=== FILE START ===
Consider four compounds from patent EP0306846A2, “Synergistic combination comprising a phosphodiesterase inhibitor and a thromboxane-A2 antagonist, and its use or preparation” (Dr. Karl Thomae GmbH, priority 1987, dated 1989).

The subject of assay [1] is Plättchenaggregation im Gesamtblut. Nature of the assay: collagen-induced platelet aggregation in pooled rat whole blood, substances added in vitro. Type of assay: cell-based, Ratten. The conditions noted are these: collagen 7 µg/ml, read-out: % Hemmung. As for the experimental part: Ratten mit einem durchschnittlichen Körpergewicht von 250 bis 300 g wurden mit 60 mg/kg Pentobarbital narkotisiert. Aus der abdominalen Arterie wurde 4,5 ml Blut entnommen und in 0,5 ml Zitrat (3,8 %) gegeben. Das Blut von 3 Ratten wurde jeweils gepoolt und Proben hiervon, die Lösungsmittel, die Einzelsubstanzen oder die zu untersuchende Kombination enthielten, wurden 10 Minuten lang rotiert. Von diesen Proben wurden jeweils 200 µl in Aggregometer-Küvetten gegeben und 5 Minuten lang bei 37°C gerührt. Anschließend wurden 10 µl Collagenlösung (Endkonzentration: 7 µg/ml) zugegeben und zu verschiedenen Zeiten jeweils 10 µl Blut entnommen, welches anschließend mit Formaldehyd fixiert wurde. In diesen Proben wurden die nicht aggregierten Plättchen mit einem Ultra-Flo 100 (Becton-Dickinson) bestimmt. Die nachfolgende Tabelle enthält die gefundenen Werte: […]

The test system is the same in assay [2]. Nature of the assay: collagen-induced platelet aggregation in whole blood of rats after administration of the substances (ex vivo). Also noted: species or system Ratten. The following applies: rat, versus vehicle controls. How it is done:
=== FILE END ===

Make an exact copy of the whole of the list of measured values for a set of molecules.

Consider four compounds from patent EP0306846A2, “Synergistic combination comprising a phosphodiesterase inhibitor and a thromboxane-A2 antagonist, and its use or preparation” (Dr. Karl Thomae GmbH, priority 1987, dated 1989).

The subject of assay [1] is Plättchenaggregation im Gesamtblut. Nature of the assay: collagen-induced platelet aggregation in pooled rat whole blood, substances added in vitro. Type of assay: cell-based, Ratten. The conditions noted are these: collagen 7 µg/ml, read-out: % Hemmung. As for the experimental part: Ratten mit einem durchschnittlichen Körpergewicht von 250 bis 300 g wurden mit 60 mg/kg Pentobarbital narkotisiert. Aus der abdominalen Arterie wurde 4,5 ml Blut entnommen und in 0,5 ml Zitrat (3,8 %) gegeben. Das Blut von 3 Ratten wurde jeweils gepoolt und Proben hiervon, die Lösungsmittel, die Einzelsubstanzen oder die zu untersuchende Kombination enthielten, wurden 10 Minuten lang rotiert. Von diesen Proben wurden jeweils 200 µl in Aggregometer-Küvetten gegeben und 5 Minuten lang bei 37°C gerührt. Anschließend wurden 10 µl Collagenlösung (Endkonzentration: 7 µg/ml) zugegeben und zu verschiedenen Zeiten jeweils 10 µl Blut entnommen, welches anschließend mit Formaldehyd fixiert wurde. In diesen Proben wurden die nicht aggregierten Plättchen mit einem Ultra-Flo 100 (Becton-Dickinson) bestimmt. Die nachfolgende Tabelle enthält die gefundenen Werte: […]

The test system is the same in assay [2]. Nature of the assay: collagen-induced platelet aggregation in whole blood of rats after administration of the substances (ex vivo). Also noted: species or system Ratten. The following applies: rat, versus vehicle controls. How it is done: